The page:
US stocks fell for a fourth day yesterday as a massive sell-off in commodities spilled into other markets, forcing investors out of riskier assets and rattling the equities market before today's payrolls data.
Oil suffered the biggest one-day price drop ever for the Brent futures contract, which settled down 8.6 per cent at $110.80 per barrel. That drove oil shares lower, making the energy sector the worst performer on the S&P as it fell 2.3 per cent.
The Dow Jones industrial average dropped 139.41 points, or 1.1 per cent, to 12,584.17. The Standard & Poor’s 500 Index fell 12.22 points, or 0.91 per cent, to 1,335.10. The Nasdaq Composite Index lost 13.51 points, or 0.48 per cent, to 2,814.72.
The S&P 500 fell through its 14-day average but closed above 1,333, a level that could become an important market support, limiting future losses.
The CBOE volatility index jumped above its 50-day average before closing up 6.6 per cent at 18.20, its highest closing level since 28 March. The move signals investors are willing to pay more for protection for their equities exposure.
Adding to a recent spate of poor economic data, weekly applications for unemployment insurance rose to an eight-month high, setting off alarms a day before the April unemployment report.
“It may very well be the case that the commodity price bubble has burst,” said Hugh Johnson, chief investment officer of Hugh Johnson Advisors.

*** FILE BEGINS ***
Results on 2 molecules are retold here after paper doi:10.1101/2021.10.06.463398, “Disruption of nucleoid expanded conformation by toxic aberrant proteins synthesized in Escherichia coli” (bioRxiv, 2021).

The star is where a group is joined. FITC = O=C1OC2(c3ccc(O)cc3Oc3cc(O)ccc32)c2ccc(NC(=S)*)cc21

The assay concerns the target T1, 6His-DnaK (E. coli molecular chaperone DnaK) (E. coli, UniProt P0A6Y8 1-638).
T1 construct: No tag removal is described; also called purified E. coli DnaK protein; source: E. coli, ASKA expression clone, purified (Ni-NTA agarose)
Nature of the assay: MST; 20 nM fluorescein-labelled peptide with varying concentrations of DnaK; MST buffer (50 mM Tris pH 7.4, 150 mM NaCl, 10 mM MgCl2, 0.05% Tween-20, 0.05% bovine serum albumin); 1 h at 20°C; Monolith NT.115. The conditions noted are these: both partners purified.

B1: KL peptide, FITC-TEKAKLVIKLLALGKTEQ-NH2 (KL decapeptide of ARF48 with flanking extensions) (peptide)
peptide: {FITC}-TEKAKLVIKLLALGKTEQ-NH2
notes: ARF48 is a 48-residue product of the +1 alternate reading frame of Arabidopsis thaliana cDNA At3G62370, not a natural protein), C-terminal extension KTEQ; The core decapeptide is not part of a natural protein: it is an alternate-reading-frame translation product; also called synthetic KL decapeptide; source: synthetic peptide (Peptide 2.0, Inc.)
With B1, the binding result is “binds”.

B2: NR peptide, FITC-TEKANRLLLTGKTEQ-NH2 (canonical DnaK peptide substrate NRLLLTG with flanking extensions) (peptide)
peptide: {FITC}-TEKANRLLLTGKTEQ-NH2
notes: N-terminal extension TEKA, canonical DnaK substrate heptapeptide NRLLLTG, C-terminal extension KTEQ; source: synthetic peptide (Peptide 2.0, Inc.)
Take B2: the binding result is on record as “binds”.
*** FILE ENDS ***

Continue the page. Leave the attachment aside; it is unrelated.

Silver prices were set for the deepest weekly decline in nearly 30 years. The iShares Silver Trust exchange-traded fund tumbled 11.9 per cent.
The Reuters/Jefferies CRB index that tracks commodity prices fell 4.9 per cent and was on track for its biggest weekly fall since late 2008.
About 9.2bn shares traded on the New York Stock Exchange, NYSE Amex and Nasdaq, in a third consecutive trading volume above the year's average.
Declining stocks outnumbered advancing ones by a ratio of about eight to five on both the NYSE and Nasdaq exchanges.
Consumer-related shares also fell but were the best performers as the drop in crude was seen lessening the financial burden on individuals of high gasoline prices.
US retailers earlier warned of rising costs and cautious consumers even as a late Easter boosted sales of clothing and other holiday-related items in April, helping many beat sales expectations.